Report: Israeli official sought to 'take down' British MPs

Al Jazeera undercover video shows Israeli embassy official in undercover plot to “take down” hostile British MPs. Israel apologizes.

Ben Ariel,

British parliament
British parliament
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An Israeli embassy official was caught on camera in an undercover plot to “take down” British MPs regarded as hostile to Israel, The Guardian and several other British media outlets reported on Saturday.

Among those targeted in the operation was foreign office minister Sir Alan Duncan, an outspoken supporter of a Palestinian state.

Israel’s Ambassador to Britain, Mark Regev, has apologized over the incident, noted The Guardian.

The incident revolves around Shai Masot, who serves as a senior political officer at the Israeli embassy in London, and was recorded by an undercover reporter from the Al Jazeera network as he was speaking about a number of British MPs.

According to The Guardian, Masot had been speaking to Maria Strizzolo, a civil servant who was formerly an aide to another Conservative minister. Also present was a man they knew as Robin, whom they believed to be working for Labour Friends of Israel. In fact, “Robin” was an undercover reporter for Al Jazeera.

In the video recorded by “Robin”, Strizzolo is heard boasting that she had helped to secure a promotion for her boss, Conservative MP Robert Halfon who was appointed as an education minister last year.

In the footage, Masot agreed that Strizzolo had assisted Halfon and then asked whether she could also achieve the opposite effect. “Can I give you some MPs that I would suggest you would take down?” he asked. He went on to say that she knew which MPs he was referring to.

She asked him to remind her. “The deputy foreign minister,” he said. Strizzolo said: “You still want to go for it?” Masot’s reply is ambiguous but he said Duncan was still causing problems. Strizzolo asked: “I thought we had, you know, neutralized him just a little bit, no?” Masot answered: “No.”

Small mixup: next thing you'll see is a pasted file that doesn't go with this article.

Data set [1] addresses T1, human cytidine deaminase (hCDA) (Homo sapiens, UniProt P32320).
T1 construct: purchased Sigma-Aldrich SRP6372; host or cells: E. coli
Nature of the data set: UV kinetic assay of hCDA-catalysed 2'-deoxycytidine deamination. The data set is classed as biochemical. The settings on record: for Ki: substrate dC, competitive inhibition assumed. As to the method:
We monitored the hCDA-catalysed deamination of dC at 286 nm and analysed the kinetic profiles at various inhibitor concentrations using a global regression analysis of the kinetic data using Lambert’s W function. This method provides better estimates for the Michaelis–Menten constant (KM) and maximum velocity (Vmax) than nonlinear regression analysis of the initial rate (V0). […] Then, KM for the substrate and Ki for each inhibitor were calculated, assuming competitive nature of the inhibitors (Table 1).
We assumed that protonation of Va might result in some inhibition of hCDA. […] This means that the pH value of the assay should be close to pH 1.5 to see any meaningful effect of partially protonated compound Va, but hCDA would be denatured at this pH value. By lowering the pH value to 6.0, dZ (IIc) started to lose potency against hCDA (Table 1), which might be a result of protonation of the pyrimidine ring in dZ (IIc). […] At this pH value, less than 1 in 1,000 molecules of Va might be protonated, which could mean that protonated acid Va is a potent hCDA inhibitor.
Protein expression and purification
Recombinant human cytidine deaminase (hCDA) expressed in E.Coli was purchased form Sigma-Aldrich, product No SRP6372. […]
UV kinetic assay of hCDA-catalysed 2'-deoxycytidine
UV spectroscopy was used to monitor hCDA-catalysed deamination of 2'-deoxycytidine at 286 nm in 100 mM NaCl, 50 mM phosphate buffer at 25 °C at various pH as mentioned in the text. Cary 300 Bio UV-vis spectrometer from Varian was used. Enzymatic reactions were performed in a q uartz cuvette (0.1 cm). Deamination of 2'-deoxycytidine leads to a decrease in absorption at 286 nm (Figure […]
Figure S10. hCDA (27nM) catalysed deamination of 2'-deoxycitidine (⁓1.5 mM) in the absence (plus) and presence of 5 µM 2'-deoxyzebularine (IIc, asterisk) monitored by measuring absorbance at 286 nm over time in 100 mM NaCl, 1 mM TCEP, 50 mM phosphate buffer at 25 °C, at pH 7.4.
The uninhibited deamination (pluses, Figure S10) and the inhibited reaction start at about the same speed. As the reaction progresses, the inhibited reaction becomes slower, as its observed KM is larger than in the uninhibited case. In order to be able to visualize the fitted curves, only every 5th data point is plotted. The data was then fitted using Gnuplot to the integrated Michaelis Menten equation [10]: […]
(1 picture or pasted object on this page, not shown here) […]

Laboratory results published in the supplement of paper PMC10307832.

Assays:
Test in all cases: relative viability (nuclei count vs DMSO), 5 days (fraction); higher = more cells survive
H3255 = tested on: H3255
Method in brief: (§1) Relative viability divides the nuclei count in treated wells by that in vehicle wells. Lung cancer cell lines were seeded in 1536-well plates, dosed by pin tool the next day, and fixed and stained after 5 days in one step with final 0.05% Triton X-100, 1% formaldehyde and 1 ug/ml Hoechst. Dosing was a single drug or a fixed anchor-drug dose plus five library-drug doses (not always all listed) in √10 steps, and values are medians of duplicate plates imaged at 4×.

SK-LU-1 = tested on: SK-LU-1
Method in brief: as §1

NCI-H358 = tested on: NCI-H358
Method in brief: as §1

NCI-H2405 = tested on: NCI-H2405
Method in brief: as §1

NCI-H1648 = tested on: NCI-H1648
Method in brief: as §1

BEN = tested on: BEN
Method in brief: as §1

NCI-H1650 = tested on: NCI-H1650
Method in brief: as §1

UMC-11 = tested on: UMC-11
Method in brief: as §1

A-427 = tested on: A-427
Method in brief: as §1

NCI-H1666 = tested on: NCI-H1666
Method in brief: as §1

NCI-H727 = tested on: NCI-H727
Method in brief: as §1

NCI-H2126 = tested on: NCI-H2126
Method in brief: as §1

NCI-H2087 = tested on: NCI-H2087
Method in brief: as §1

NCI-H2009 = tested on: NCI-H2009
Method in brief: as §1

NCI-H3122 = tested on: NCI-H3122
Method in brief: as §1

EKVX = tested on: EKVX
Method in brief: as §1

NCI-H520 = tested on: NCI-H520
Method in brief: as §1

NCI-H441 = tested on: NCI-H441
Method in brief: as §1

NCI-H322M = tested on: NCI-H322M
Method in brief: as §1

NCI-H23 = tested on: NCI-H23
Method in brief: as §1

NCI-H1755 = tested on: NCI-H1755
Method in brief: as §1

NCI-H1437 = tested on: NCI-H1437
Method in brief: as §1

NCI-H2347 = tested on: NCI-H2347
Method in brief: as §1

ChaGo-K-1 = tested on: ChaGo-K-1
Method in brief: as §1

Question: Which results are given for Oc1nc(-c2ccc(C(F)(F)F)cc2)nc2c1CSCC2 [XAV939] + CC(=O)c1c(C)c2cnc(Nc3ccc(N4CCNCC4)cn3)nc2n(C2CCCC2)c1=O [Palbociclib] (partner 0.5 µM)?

Masot did not elaborate on what he meant by “take down”, but it is normally used as meaning to engineer a downfall, possibly through discrediting them in some way, noted The Guardian.

Other prominent Conservatives named during the conversation, according to the British newspaper, include Crispin Blunt, chair of the Commons foreign affairs select committee, who is also a vocal supporter of Palestinian Arabs.

In another conversation, Masot agreed that Blunt was among MPs that were “strongly pro-Arab rather than pro-Israel”. Strizzolo referred to him being on a “hitlist”.

Following the disclosure, noted The Guardian, Regev apologized to Duncan on Friday. An Israeli spokesman said Regev made clear that “the embassy considered the remarks completely unacceptable”.

The Israeli embassy also stressed that Masot “will be ending his term of employment with the embassy shortly”.

Masot declined to comment or to elaborate on what he meant when he said he wanted to “take down” a number of MPs.

The recordings made by “Robin” form the basis of four half-hour documentaries that Al Jazeera is to broadcast starting on January 15.

A Foreign Office spokesman told The Guardian, “The Israeli ambassador has apologized and it is clear these comments do not reflect the views of the embassy or government of Israel. The UK has a strong relationship with Israel and we consider the matter closed.”

The disclosure comes over a week after British Prime Minister Theresa May issued an unprecedented rebuke towards U.S. Secretary of State John Kerry, following his speech blaming Israel for the lack of progress in the peace process.

"We do not... believe that the way to negotiate peace is by focusing on only one issue, in this case the construction of settlements, when clearly the conflict between the Israelis and Palestinians is so deeply complex," a spokesman for May said last week.

The spokesman also criticized Kerry's description of the current government in Israel as "the most right-wing government" in Israeli history, adding, "And we do not believe that it is appropriate to attack the composition of the democratically-elected government of an ally."

May is considered a strong supporter of Israel, having recently praised the Jewish state and pledged her country’s ongoing support, while attacking the opposition Labour Party for “turning a blind eye to anti-Semitism.”

Al Jazeera, whose reporter recorded the conversations between Masot and Strizzolo, is owned by the government of Qatar and has been called "the Muslim Brotherhood channel" due to its support for the group, which is the parent movement of Hamas.




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